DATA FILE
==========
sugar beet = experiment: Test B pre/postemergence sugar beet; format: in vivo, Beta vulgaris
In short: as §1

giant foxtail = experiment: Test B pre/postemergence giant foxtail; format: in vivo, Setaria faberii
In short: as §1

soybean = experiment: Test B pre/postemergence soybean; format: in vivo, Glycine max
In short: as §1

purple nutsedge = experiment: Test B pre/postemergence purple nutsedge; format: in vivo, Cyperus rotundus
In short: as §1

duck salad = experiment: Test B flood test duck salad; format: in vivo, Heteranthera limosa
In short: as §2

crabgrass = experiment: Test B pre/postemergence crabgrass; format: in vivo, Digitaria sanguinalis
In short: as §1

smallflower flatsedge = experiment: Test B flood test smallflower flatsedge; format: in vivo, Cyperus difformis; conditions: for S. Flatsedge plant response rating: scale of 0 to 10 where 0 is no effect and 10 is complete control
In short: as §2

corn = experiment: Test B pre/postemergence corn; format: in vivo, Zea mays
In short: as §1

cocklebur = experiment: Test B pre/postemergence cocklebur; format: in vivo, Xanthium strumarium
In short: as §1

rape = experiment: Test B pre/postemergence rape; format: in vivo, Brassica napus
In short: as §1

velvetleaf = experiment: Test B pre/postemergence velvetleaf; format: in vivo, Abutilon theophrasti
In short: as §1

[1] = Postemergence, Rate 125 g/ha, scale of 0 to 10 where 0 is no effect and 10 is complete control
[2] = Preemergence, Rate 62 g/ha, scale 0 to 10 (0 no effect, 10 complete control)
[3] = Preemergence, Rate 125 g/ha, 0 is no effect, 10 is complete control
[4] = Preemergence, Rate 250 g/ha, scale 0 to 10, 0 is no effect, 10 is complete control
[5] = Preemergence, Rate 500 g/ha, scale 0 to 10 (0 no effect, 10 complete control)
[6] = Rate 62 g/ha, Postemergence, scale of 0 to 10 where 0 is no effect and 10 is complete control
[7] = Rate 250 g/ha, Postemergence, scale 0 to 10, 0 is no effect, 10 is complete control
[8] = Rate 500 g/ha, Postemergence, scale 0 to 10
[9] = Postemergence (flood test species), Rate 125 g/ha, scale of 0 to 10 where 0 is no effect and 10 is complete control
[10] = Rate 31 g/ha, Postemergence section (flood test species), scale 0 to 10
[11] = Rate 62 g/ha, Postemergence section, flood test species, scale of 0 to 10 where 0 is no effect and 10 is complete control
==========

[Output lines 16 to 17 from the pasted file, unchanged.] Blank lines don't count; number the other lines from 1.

In short: as §1

cocklebur = experiment: Test B pre/postemergence cocklebur; format: in vivo, Xanthium strumarium